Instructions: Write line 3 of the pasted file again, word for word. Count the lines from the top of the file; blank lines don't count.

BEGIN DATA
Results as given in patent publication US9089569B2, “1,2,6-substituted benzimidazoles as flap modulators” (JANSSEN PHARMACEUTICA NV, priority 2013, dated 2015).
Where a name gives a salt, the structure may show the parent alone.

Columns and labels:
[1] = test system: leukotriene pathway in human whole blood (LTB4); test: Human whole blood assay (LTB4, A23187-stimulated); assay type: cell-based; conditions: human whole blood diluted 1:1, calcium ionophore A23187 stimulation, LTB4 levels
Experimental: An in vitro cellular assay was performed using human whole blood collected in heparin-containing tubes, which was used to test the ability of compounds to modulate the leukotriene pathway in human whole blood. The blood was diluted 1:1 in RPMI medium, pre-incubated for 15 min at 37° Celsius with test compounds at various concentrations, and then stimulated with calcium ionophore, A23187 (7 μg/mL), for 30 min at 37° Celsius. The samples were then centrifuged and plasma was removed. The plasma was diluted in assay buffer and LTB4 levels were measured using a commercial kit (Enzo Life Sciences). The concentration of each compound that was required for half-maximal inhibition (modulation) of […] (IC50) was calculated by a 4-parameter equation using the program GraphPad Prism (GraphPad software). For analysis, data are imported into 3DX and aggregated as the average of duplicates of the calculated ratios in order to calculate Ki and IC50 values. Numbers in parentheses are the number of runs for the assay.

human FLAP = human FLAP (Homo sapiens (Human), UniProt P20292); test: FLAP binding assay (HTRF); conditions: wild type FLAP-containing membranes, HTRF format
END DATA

Columns and labels: